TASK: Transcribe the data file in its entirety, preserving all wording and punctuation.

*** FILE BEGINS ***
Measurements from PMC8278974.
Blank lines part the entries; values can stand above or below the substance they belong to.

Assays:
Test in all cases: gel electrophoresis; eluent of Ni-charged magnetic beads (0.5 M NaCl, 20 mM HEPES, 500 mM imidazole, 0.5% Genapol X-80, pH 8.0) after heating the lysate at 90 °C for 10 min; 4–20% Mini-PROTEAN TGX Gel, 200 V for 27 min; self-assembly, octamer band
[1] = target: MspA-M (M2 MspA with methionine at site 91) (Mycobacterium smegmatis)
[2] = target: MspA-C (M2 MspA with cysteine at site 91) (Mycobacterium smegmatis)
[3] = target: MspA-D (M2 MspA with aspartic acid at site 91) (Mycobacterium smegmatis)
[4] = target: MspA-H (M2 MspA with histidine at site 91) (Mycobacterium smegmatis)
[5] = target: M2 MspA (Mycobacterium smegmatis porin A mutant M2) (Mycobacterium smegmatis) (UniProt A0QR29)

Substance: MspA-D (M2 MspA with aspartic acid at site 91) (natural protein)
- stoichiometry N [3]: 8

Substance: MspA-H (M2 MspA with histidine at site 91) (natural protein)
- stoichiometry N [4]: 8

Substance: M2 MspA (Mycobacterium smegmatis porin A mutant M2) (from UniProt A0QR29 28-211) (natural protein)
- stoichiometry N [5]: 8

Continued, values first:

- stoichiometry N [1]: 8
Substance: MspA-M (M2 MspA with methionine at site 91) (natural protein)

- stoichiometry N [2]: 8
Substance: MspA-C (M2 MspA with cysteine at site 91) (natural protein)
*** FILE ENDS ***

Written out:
Measurements from PMC8278974.
Blank lines part the entries; values can stand above or below the substance they belong to.

Assays:
Test in all cases: gel electrophoresis; eluent of Ni-charged magnetic beads (0.5 M NaCl, 20 mM HEPES, 500 mM imidazole, 0.5% Genapol X-80, pH 8.0) after heating the lysate at 90 °C for 10 min; 4–20% Mini-PROTEAN TGX Gel, 200 V for 27 min; self-assembly, octamer band
[1] = target: MspA-M (M2 MspA with methionine at site 91) (Mycobacterium smegmatis)
[2] = target: MspA-C (M2 MspA with cysteine at site 91) (Mycobacterium smegmatis)
[3] = target: MspA-D (M2 MspA with aspartic acid at site 91) (Mycobacterium smegmatis)
[4] = target: MspA-H (M2 MspA with histidine at site 91) (Mycobacterium smegmatis)
[5] = target: M2 MspA (Mycobacterium smegmatis porin A mutant M2) (Mycobacterium smegmatis) (UniProt A0QR29)

Substance: MspA-D (M2 MspA with aspartic acid at site 91) (natural protein)
- stoichiometry N [3]: 8

Substance: MspA-H (M2 MspA with histidine at site 91) (natural protein)
- stoichiometry N [4]: 8

Substance: M2 MspA (Mycobacterium smegmatis porin A mutant M2) (from UniProt A0QR29 28-211) (natural protein)
- stoichiometry N [5]: 8

Continued, values first:

- stoichiometry N [1]: 8
Substance: MspA-M (M2 MspA with methionine at site 91) (natural protein)

- stoichiometry N [2]: 8
Substance: MspA-C (M2 MspA with cysteine at site 91) (natural protein)